Achieving planned tip elevations was critical to ensuring the flat sheets welded to the pipe sections were all the same grade creating an even-top-of-wall alignment. The installation sequence, generally guided by TESPA, required a stepped installation approach to advance proper alignment and avoid steel binding. Any misalignment by the pile driving crew would make threading the sheets near impossible or, if threaded, result in a steel bind. PPM worked closely with the field engineer to establish driving criteria that allowed various size holes to be cut in the pile and end plate prior to the pile reaching practical vibratory refusal.
The pile driving crew faced high winds and rough seas with a 25-ft tide ranges while driving 140- to 160-ft long 24-in dia. battered bearing piles. To minimize pile spliced in these conditions, most of the pile was driven full length. Driving the bearing pile in one piece reduced the crew’s exposure to the severe elements and decreased time spent staged on over-water templates. By minimizing the need to access work on icy template beams in windy, dark conditions, fall and other risks were significantly reduced.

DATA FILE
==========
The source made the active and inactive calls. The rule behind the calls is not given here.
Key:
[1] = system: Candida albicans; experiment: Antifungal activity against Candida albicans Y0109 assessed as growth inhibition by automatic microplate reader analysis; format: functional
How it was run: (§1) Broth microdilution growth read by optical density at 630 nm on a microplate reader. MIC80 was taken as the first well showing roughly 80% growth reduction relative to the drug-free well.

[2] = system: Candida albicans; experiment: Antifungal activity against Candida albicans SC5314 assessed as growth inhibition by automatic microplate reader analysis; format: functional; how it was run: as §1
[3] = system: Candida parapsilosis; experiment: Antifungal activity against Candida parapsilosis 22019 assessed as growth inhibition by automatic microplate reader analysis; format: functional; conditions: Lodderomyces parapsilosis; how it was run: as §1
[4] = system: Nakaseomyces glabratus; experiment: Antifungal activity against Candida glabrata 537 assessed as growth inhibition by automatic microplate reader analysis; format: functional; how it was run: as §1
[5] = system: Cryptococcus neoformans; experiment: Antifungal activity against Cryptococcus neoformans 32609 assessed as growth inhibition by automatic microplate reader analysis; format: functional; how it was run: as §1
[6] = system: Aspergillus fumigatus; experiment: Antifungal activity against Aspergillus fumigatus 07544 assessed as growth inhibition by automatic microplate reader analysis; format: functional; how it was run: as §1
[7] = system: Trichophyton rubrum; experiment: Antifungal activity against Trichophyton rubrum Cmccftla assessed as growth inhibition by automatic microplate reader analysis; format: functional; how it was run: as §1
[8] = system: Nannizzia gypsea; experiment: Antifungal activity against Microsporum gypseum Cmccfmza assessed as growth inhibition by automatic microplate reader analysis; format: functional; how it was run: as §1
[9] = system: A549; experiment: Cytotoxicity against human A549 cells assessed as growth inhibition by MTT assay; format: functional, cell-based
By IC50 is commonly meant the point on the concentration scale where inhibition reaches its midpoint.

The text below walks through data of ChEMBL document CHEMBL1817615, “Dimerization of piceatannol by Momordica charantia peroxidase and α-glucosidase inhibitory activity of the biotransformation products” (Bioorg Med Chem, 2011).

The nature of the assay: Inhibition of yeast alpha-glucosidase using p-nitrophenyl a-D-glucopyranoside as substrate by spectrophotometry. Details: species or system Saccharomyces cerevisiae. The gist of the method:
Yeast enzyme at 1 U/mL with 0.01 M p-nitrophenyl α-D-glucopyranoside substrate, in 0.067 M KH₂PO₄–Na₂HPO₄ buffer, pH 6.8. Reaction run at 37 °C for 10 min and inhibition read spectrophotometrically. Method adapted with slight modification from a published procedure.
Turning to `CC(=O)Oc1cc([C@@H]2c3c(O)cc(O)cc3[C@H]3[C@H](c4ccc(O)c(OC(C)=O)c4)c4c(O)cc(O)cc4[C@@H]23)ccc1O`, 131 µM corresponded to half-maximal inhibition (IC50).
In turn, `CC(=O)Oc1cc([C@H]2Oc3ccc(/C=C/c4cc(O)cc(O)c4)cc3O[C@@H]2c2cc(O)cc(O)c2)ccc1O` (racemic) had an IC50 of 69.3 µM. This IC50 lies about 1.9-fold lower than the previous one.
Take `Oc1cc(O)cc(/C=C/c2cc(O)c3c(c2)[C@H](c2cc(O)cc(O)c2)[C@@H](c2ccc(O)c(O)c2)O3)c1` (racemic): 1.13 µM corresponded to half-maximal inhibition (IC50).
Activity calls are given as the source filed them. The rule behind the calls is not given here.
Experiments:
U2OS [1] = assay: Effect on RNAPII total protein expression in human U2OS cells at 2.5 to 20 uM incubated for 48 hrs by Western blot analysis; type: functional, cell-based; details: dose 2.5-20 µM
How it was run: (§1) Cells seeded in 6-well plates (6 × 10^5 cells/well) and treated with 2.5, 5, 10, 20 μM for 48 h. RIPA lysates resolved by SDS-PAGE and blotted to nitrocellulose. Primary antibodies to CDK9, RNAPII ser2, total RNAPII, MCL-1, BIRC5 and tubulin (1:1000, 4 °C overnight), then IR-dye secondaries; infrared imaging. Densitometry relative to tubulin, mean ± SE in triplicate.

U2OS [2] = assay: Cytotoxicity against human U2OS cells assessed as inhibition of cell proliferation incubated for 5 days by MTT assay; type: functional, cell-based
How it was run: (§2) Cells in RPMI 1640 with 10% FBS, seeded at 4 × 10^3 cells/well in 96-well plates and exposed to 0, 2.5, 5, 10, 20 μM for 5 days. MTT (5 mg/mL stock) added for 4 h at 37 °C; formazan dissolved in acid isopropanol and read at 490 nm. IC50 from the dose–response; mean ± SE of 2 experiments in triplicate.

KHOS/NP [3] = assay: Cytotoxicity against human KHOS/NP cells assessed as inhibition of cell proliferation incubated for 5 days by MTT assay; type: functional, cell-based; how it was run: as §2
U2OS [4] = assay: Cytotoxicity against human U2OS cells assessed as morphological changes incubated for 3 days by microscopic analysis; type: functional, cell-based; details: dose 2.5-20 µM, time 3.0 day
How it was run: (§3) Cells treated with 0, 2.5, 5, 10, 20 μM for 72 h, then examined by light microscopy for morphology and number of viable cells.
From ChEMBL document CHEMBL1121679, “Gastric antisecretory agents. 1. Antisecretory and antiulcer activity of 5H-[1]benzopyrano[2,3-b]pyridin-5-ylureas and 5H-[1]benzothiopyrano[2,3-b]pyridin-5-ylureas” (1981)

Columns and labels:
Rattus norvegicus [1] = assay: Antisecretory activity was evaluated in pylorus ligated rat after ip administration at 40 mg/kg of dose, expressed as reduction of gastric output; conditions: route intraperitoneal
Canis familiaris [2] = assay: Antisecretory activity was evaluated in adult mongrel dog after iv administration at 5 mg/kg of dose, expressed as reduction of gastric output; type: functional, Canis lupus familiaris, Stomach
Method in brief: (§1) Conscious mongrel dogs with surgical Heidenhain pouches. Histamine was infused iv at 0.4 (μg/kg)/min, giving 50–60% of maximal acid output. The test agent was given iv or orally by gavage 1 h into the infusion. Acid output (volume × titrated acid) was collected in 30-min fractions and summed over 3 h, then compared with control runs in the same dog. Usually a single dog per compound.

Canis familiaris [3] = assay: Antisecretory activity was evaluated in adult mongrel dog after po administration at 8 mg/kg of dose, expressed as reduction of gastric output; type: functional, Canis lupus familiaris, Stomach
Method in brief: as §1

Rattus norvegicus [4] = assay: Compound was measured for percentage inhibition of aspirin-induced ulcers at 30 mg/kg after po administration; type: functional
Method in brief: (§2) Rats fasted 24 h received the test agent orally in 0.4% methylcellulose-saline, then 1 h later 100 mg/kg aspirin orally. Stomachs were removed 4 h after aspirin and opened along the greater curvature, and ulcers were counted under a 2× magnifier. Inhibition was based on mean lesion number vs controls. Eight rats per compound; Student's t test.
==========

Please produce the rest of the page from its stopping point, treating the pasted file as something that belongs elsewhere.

Due to seasonal restrictions and environmental constraints, work took place during the winter months. Support crews dealt with large snow packs, heavy winds, and low temperatures; average temperatures ranged from 22 to 31 degrees Fahrenheit before accounting for the near constant wind. Daylight was limited during the construction to four hours of daylight in addition to frequent overcast conditions.
In order to complete the project in the short work window, crews worked an average of six 12-hour shifts each week. Days off were scheduled around weather days. If weather was especially severe, work would shut down until safe operations could resume. Balancing the need to maintain operations without compromising our commitment to safety allowed the project to be successfully completely without injury.
Construction was based out of two barges; a designated crane barge and a materials barge. Pile was loaded on a barge in Seattle, WA and towed to Skagway, AK. The planned construction sequence required the material barge to be loaded in a designated order. The larger bearing piles were among the last to be loaded as they were the first to be driven.